Youth Theater Shines Again with Pinocchio

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In a nicely staged moment during Pinocchio – the Musical, puppeteer Geppetto maneuvers his creation as Cricky watches.

Photo by Lester Smith

In a nicely staged moment during Pinocchio – the Musical, puppeteer Geppetto maneuvers his creation as Cricky watches.

The latest production of the Suffield Youth Theater was Pinocchio – the Musical, an adaptation by Wayne R. Scott of Redlands, Cal., of the classic old story and famous Disney animated movie. The musical was produced in three performances in late August in the Second Baptist Church Fellowship Hall. This adaptation is a considerable stretch from its predecessors, but the music was delightful, and the young crew brought it all to life with creativity and skill. Director Dominic Colangelo, now a sophomore at Suffield Academy, has triumphed again.

Dom had some great help, with actors and production crew from a wide age range of youthful participants. Musically, Olivia Grimard as Angelina – sort of a Good Witch of the South in angel’s garb – sang with operatic skill. And Jake Wilson, as puppeteer Geppetto, expressed his strongly dramatic role convincingly. Michaela Conway was almost continually in action on stage, singing and providing exposition charmingly in the role of Cricky, this production’s version of Disney’s Jiminy Cricket, Pinocchio’s conscience and guardian.

And among the younger contingent, Nathan Fabrizi as Pinocchio, the puppet who yearned to become a real boy, was well cast in the role of that somehow autonomous puppet. Not suspecting the evil motive of his new friends, he was enticed away from school to join a traveling show. And then, after being rescued by Cricky and Angelina and briefly burdened with that famous proboscis, being enticed away again. This time it was to enjoy an excursion to Pleasure Island, which turned out to be enslavement in a salt mine.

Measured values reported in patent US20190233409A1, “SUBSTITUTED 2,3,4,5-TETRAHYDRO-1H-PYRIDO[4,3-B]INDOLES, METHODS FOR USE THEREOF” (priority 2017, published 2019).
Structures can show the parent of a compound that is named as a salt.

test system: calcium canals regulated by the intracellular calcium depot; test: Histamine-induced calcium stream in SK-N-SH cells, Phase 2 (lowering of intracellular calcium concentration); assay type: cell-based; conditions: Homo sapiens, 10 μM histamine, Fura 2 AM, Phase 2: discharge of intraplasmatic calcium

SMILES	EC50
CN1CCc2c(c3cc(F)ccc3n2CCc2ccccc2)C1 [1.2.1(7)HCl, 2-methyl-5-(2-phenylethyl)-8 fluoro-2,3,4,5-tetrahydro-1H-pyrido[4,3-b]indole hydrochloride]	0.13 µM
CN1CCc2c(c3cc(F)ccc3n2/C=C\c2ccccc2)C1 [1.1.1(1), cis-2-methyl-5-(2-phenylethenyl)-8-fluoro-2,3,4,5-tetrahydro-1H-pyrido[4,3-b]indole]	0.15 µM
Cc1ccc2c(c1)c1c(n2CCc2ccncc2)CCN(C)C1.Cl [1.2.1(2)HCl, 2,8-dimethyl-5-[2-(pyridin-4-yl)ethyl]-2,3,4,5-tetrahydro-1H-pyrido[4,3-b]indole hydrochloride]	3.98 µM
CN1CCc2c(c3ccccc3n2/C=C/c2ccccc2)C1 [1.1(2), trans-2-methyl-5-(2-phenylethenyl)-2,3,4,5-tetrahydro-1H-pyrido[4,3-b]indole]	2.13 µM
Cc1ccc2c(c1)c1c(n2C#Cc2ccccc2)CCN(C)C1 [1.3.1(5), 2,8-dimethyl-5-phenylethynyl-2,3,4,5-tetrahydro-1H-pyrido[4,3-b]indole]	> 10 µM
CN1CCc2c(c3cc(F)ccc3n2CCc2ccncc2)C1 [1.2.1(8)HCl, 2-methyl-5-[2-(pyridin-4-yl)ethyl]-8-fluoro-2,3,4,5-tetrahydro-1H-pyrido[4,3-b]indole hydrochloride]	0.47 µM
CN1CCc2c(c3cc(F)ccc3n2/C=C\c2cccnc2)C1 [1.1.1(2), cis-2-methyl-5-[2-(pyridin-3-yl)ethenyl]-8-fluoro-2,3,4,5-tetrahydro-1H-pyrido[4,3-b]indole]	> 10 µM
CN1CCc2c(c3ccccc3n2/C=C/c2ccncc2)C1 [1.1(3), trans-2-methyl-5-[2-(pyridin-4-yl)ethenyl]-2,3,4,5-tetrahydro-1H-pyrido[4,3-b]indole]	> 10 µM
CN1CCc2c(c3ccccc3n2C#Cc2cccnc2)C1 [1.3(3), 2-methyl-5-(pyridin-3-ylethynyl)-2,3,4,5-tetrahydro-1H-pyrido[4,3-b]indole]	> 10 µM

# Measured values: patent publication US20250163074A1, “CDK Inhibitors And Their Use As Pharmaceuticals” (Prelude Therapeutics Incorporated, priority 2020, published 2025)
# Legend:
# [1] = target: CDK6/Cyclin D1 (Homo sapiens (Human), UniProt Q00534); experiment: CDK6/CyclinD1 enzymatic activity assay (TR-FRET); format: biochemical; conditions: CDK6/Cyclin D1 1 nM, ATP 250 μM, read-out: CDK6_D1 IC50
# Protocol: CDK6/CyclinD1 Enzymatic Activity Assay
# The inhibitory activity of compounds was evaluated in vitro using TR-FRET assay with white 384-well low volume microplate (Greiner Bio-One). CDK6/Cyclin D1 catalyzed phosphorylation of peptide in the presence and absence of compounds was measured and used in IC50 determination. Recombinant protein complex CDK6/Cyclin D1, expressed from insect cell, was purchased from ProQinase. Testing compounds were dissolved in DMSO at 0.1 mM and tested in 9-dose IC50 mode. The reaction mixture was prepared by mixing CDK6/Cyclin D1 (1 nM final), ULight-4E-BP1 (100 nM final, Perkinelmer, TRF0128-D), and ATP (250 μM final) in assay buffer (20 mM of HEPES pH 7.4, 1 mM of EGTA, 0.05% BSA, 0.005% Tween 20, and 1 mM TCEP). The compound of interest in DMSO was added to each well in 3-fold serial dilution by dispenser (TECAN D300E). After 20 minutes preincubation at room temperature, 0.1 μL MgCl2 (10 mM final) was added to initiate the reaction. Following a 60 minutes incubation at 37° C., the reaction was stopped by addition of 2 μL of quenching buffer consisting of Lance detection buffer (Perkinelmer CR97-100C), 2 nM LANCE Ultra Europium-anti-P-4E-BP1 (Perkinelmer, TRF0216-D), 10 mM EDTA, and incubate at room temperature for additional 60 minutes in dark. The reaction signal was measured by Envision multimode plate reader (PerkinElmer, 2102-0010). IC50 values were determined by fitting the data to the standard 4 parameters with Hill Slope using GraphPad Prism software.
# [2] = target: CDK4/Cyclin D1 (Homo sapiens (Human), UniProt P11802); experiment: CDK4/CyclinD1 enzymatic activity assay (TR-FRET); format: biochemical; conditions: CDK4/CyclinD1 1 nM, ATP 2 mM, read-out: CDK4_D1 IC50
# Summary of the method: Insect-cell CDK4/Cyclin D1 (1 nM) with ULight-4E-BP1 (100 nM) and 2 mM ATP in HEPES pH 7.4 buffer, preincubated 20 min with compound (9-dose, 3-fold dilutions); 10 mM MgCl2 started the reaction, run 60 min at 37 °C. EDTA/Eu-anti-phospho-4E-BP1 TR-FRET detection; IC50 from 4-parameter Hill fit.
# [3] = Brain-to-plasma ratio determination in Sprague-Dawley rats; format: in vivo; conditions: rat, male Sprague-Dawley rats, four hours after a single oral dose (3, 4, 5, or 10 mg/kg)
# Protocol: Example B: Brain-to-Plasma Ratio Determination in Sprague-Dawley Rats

The wondrously ridiculous denouement finds Geppetto and Pinocchio reuniting in a whale’s interior, then being explosively expelled to a happy recovery, in which Pinocchio finds that he is now “a real boy.” All is well, and everyone dances and sings in delight.

Liam Duffy helped as production assistant; Abby Bahl was musical director as well as playing the role of Lampwick, one of Pinocchio’s friends; and Delaney O’Toole and Michaela Boulay were the choreographers – a major task in this play, with lots of active scenes involving young dancers. Ally Zawawi did costume design, creating colorful scenes among the impressive sets.

Those who might want to see what the Suffield Youth Theater has achieved may watch a recording of the 80-minute production on YouTube. This reporter found it by Googling Pinocchio 2016 YouTube.

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